Human handling might interfere with conspecific recognition in the European rabbit (Oryctolagus cuniculus)

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Abstract

Handled rabbit pups react with decreased fear to a human at weaning. We hypothesized that pups learn species-specific features of their handler. Experiment 1 showed that handled animals' reactions were similar to both a human and their mother. Experiment 2 showed that pups reacted similarly to their mother and other adult rabbits. In Experiment 3, we used nonhandled control pups, and pups in the experimental groups were stimulated either by a human, a cat, or both. Only human-handled animals showed high affinity to approach a human at weaning. Similarly, only rabbit pups exposed to a cat did not show fear reaction towards a cat. Nonhandled controls avoided both the cat and the human, and rabbits stimulated by both species did not avoid any of them at weaning. We demonstrated that handling affected the behavior of weanling rabbits in a selective manner, as they only approached those objects frequently to which they had been exposed to.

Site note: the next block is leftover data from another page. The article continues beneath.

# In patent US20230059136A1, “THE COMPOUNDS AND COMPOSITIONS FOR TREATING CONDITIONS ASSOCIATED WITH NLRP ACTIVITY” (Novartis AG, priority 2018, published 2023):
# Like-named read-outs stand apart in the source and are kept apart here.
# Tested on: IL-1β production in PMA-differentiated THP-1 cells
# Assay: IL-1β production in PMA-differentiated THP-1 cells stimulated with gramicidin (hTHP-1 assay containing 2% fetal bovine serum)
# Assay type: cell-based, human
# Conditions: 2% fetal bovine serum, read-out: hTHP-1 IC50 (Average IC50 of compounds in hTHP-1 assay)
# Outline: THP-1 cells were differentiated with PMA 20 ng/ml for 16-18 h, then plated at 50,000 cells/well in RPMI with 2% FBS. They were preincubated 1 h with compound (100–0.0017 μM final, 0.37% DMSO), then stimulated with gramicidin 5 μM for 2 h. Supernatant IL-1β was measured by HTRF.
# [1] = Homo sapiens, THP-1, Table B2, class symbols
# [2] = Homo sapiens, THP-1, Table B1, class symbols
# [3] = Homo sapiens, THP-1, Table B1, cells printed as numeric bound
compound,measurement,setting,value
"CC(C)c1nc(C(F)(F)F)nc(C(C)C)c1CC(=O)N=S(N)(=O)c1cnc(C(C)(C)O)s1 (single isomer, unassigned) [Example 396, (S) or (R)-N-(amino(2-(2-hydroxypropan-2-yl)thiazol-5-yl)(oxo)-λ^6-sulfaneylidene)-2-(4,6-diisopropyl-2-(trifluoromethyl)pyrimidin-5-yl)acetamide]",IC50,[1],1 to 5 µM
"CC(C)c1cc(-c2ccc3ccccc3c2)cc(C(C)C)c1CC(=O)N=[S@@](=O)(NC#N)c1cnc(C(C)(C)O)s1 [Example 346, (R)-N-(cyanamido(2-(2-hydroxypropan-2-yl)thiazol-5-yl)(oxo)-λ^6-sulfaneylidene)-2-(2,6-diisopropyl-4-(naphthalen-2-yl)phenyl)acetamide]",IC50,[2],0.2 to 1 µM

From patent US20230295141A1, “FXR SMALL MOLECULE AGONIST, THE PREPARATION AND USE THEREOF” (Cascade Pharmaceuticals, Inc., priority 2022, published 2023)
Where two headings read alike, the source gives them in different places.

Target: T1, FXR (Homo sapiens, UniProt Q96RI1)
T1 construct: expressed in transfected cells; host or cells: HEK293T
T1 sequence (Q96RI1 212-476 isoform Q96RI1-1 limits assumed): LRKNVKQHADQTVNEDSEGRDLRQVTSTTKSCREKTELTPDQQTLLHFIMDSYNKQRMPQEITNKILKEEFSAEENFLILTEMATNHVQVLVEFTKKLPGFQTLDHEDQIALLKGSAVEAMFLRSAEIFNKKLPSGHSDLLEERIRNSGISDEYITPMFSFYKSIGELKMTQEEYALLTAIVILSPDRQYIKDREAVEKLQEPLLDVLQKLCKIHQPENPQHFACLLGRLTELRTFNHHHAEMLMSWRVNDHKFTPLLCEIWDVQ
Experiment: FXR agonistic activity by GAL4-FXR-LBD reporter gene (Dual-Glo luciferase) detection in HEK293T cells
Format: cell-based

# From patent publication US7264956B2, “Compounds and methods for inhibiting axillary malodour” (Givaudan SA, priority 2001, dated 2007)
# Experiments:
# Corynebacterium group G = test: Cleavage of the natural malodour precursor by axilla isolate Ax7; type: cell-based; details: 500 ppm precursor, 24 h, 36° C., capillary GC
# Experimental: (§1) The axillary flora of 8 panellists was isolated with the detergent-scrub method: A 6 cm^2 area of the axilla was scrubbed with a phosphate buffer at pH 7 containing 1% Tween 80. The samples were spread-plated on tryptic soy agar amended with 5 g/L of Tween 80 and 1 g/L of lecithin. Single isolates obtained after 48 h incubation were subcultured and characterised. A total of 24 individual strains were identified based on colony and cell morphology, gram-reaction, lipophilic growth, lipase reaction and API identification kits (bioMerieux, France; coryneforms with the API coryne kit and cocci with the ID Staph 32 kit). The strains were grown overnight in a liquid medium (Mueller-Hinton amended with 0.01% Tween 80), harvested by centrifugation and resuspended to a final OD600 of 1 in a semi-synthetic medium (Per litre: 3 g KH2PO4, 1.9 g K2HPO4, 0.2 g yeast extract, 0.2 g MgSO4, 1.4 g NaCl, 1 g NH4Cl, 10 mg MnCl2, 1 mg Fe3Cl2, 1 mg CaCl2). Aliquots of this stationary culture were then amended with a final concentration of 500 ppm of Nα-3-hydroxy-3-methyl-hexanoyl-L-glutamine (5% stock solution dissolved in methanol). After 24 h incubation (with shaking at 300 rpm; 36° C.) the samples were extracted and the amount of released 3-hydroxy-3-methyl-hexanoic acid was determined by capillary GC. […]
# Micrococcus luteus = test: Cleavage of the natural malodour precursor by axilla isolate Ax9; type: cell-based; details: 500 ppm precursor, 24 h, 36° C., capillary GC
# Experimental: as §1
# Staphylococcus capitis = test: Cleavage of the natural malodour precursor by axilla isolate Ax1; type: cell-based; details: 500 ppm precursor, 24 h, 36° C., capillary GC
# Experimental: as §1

Original languageEnglish
Pages (from-to)53-62
Number of pages10
JournalDevelopmental Psychobiology
Volume39
Issue number1
DOIs
Publication statusPublished - Jul 18 2001

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Keywords

  • Conspecific recognition
  • Felis catus
  • Handling
  • Human
  • Rabbit
  • Sensitive period

ASJC Scopus subject areas

  • Developmental and Educational Psychology
  • Developmental Neuroscience
  • Developmental Biology
  • Behavioral Neuroscience

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